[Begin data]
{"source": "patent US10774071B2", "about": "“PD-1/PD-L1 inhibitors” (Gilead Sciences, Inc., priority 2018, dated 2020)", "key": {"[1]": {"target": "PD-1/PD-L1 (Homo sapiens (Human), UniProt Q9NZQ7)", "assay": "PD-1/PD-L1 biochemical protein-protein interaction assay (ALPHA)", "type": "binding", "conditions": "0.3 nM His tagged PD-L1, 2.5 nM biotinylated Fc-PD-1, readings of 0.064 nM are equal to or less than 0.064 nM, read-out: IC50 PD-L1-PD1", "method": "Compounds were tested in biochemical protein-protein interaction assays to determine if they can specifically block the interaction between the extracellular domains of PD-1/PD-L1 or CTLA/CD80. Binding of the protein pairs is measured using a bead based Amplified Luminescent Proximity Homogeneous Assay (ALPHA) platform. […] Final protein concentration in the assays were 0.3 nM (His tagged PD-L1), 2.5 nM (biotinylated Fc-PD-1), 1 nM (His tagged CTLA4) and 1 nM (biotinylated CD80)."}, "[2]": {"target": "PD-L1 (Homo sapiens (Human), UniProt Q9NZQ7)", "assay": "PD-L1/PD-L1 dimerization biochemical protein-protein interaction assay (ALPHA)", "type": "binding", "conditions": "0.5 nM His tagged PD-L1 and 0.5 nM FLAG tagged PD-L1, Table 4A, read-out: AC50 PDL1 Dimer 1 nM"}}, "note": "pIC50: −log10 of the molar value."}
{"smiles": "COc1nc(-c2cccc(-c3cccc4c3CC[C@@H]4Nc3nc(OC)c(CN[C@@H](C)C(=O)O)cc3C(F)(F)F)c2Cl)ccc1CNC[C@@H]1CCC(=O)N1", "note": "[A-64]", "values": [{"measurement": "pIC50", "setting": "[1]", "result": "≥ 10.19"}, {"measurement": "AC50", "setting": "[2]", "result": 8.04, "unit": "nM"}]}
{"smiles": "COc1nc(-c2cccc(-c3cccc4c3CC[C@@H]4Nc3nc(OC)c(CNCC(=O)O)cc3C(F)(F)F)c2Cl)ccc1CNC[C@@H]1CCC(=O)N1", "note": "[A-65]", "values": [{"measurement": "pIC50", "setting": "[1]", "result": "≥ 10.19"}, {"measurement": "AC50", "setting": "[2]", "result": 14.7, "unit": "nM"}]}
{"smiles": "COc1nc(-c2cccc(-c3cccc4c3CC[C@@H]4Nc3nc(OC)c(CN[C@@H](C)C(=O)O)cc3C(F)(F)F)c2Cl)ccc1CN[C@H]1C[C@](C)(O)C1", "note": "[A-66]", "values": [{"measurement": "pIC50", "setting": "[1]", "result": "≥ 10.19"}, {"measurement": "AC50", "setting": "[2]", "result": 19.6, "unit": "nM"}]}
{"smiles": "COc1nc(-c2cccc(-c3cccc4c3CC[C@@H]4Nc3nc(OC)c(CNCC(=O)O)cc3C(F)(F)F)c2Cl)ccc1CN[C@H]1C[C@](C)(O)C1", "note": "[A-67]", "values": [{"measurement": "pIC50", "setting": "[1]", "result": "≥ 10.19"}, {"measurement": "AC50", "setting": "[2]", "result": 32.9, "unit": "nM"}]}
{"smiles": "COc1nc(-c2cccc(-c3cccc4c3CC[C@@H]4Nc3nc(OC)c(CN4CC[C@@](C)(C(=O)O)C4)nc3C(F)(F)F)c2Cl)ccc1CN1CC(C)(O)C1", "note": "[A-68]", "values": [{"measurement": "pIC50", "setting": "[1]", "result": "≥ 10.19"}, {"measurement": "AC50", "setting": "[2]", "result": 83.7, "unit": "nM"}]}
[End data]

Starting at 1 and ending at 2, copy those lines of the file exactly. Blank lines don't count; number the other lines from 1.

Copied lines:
{"source": "patent US10774071B2", "about": "“PD-1/PD-L1 inhibitors” (Gilead Sciences, Inc., priority 2018, dated 2020)", "key": {"[1]": {"target": "PD-1/PD-L1 (Homo sapiens (Human), UniProt Q9NZQ7)", "assay": "PD-1/PD-L1 biochemical protein-protein interaction assay (ALPHA)", "type": "binding", "conditions": "0.3 nM His tagged PD-L1, 2.5 nM biotinylated Fc-PD-1, readings of 0.064 nM are equal to or less than 0.064 nM, read-out: IC50 PD-L1-PD1", "method": "Compounds were tested in biochemical protein-protein interaction assays to determine if they can specifically block the interaction between the extracellular domains of PD-1/PD-L1 or CTLA/CD80. Binding of the protein pairs is measured using a bead based Amplified Luminescent Proximity Homogeneous Assay (ALPHA) platform. […] Final protein concentration in the assays were 0.3 nM (His tagged PD-L1), 2.5 nM (biotinylated Fc-PD-1), 1 nM (His tagged CTLA4) and 1 nM (biotinylated CD80)."}, "[2]": {"target": "PD-L1 (Homo sapiens (Human), UniProt Q9NZQ7)", "assay": "PD-L1/PD-L1 dimerization biochemical protein-protein interaction assay (ALPHA)", "type": "binding", "conditions": "0.5 nM His tagged PD-L1 and 0.5 nM FLAG tagged PD-L1, Table 4A, read-out: AC50 PDL1 Dimer 1 nM"}}, "note": "pIC50: −log10 of the molar value."}
{"smiles": "COc1nc(-c2cccc(-c3cccc4c3CC[C@@H]4Nc3nc(OC)c(CN[C@@H](C)C(=O)O)cc3C(F)(F)F)c2Cl)ccc1CNC[C@@H]1CCC(=O)N1", "note": "[A-64]", "values": [{"measurement": "pIC50", "setting": "[1]", "result": "≥ 10.19"}, {"measurement": "AC50", "setting": "[2]", "result": 8.04, "unit": "nM"}]}